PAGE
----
Russia-Ukraine War: It’s Time for Western Media to Shed Its Bias

Comments like ‘this is not a developing, third-world nation; this is Europe!’ show the West's deep prejudice.

5 min read

In a 21st-century hyperconnected global economy, we have regressed to witness a 20th century-style invasion, driven by the 9th-century ideology of the ‘Kievan Rus’, from where modern-day Russia, Ukraine and Belarus draw their sense of identity. Kyiv also has historical heft for the Bolshevik identity, the Slavic identity, and Orthodox Christianity. Vladimir I or Volodymyr I ruled Kievan Rus, and incidentally, now those are the names of the two leaders in Moscow and Kyiv. History has a funny way of repeating itself.

There has been a debate if this is the “darkest hour” (the only time I quote Churchill) that Europe has seen since the mid-20th century. Plunged into the abyss of a thunderous war, people are struggling with missiles falling, sirens blaring, martial law declared, toddlers in one arm, the search for bread with the other, tears in eyes, fear on the face, resilience in heart and anger on the mind. They all move in different directions, but their reason to move remains the same.

Proud homeowners have been suddenly rendered refugees overnight, and are fleeing to the west for no fault of their own, all because of a war they didn’t want, but a war they did get. Russia, they say, needs to stop the fighting for peace; Ukrainians, however, need to continue fighting if they want Ukraine to survive.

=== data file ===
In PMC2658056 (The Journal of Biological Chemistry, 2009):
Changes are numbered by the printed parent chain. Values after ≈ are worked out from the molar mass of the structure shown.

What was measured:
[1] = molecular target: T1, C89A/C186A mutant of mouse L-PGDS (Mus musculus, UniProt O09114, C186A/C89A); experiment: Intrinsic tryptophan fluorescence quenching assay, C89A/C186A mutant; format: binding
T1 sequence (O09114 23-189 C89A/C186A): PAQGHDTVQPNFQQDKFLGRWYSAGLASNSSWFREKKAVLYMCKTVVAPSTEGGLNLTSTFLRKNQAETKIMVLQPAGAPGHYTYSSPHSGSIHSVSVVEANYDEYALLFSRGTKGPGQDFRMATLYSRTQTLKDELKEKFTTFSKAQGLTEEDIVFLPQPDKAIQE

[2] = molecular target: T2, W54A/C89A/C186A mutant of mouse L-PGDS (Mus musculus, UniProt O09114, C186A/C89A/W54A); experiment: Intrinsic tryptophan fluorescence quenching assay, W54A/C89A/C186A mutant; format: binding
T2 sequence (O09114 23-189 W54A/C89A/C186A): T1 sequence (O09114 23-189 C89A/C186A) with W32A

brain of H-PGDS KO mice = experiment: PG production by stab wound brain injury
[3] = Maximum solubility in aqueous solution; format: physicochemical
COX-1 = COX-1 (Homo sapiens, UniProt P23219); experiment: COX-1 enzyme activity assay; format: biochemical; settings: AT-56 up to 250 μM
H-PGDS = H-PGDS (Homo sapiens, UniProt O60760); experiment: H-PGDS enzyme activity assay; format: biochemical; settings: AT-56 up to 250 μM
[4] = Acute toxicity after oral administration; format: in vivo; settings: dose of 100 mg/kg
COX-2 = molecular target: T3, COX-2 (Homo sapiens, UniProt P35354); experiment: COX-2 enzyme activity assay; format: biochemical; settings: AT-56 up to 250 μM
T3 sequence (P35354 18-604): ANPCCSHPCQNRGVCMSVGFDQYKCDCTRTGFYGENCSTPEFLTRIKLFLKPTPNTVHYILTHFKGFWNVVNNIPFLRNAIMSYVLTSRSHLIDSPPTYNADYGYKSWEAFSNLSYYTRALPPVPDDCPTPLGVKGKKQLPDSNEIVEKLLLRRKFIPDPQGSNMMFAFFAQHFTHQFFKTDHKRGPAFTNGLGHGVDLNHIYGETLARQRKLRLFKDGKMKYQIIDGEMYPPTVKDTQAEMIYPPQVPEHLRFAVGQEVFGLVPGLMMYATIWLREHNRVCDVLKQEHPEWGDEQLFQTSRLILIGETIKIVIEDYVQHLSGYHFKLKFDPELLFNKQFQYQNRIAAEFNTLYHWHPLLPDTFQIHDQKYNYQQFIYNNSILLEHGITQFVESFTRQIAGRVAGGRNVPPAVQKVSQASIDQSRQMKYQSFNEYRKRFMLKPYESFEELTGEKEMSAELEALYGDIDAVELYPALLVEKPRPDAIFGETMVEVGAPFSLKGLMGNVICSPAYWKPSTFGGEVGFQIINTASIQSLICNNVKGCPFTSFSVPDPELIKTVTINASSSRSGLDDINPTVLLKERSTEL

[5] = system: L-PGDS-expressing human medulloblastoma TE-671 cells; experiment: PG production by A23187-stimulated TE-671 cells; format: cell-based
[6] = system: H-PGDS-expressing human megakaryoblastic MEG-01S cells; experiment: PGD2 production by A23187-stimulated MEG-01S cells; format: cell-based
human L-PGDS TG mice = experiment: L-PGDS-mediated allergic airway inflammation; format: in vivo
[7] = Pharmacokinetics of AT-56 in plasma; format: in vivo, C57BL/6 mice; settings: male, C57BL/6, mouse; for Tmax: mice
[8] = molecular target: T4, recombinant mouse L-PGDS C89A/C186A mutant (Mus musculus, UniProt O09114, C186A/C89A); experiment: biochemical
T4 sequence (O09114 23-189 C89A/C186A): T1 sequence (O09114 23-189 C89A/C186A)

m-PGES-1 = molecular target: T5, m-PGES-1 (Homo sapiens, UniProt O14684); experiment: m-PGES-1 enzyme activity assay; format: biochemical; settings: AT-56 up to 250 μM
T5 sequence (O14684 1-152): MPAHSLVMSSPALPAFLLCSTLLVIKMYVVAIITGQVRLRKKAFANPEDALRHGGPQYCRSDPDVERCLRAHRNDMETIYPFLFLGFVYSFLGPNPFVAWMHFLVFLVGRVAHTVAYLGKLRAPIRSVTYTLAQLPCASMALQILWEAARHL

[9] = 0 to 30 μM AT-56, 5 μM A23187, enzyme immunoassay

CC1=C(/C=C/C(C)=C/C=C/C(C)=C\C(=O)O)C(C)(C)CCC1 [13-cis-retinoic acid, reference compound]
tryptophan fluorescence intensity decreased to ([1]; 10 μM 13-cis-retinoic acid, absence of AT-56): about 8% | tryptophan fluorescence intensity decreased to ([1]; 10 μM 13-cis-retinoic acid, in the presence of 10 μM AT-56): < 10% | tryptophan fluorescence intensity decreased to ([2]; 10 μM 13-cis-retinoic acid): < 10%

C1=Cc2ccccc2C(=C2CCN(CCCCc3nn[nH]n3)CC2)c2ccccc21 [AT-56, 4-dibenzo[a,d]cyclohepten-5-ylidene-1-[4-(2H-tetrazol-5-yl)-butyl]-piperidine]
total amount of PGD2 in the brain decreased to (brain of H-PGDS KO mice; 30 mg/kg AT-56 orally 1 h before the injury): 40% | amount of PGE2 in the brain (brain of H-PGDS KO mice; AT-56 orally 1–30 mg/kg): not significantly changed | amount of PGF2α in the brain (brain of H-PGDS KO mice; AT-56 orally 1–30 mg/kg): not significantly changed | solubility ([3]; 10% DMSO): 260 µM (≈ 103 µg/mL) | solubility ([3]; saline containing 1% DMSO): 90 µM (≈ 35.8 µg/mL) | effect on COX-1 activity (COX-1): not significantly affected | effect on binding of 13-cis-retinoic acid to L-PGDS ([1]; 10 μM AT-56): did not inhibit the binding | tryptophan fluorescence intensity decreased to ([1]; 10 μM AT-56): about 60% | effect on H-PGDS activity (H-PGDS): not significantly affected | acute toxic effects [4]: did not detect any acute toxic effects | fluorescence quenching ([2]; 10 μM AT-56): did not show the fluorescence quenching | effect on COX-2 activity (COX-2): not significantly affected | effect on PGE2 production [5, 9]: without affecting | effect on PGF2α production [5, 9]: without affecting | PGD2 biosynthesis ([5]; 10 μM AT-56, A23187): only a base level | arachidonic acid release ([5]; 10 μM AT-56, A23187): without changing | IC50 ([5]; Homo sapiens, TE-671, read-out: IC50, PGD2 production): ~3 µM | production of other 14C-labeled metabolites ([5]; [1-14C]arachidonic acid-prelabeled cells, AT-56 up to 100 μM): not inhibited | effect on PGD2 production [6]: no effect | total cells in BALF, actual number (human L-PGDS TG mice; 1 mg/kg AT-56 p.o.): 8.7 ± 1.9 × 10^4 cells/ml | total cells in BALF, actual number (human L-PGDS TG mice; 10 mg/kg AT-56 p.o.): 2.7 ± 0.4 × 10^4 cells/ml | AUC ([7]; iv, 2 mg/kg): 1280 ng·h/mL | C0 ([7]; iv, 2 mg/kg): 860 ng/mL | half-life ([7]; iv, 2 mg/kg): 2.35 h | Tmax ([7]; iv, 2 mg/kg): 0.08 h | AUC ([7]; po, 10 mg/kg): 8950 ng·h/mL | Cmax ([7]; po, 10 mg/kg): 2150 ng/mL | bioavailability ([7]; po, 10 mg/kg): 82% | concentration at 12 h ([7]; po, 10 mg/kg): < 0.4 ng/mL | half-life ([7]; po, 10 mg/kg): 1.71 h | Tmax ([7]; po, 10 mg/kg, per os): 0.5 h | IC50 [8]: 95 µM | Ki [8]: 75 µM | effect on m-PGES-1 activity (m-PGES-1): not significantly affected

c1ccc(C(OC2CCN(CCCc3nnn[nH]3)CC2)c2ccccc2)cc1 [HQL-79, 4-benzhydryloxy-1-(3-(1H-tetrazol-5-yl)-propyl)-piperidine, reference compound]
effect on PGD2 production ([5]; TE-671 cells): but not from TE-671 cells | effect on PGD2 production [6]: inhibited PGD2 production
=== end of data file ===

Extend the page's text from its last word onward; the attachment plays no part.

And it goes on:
Discrimination at the Borders

The world’s eyes are on Kharkiv to Kyiv to Korczowa-Krakovets on the border with Poland, as close to half a million people try to flee for safety. There is grief, anguish, terror, fear and anger at the injustice being done to those leaving. But ironically, even in the injustice, there is more injustice as news emerged of South Asians and Africans being unable to escape reportedly due to racial discrimination.

There is war-time hysteria, information is scarce, and disinformation plenty, given that one of the antagonists has been the Kremlin’s cyber machinery in the past. Not to add fuel to the fire, these are troubling reports.

Thousands of students from South Asia and Africa travel to Ukraine to study medicine, engineering, and other technical-related fields due to the affordability and the Soviet-era STEM robustness that has remained in the curriculum. Now, their aspirations have turned into desperation. One painful video circulated on social media showed African students with their arms in the air, screaming that they don’t have “arms”, that “they were students” and that they shouldn’t be stuck in the cold and be unable to leave. They are refugees now, without refuge.

Sadly, this is not the only report on discrimination. Some reports state that only Ukrainians are being allowed to leave. The world is sympathising with Ukraine right now, where the value for human life has been reduced to nothing.

But it is even crueller for African and Asian students not to be allowed to leave a country that they do not belong to, at a time when even its own nationals are fleeing for safety.

'People With Blue Eyes and Blonde Hair'

There has been a sense of revulsion with some of the reporting on the conflict. Apart from the heart-wrenching stories of the humanitarian crisis, the physical destruction, Ukrainian President Volodymyr Zelenskyy’s valour and the ire of Russian President Vladimir Putin, there is another insidious element. Some sections of western reporting have reflected a deep-seated bias, which can be defined as a preference for (or aversion to) a person or group of people.

I first got a glimpse of this on BBC, when Ukraine’s Deputy Chief Prosecutor, David Sakvarelidze, perhaps inadvertently said, “It’s very emotional for me because I see European people with blue eyes and blonde hair being killed.” That’s eerily specific. There, of course, could be a contrived case of this individual referring to his brethren or compatriots, but he literally seems to be describing Slavic racial features.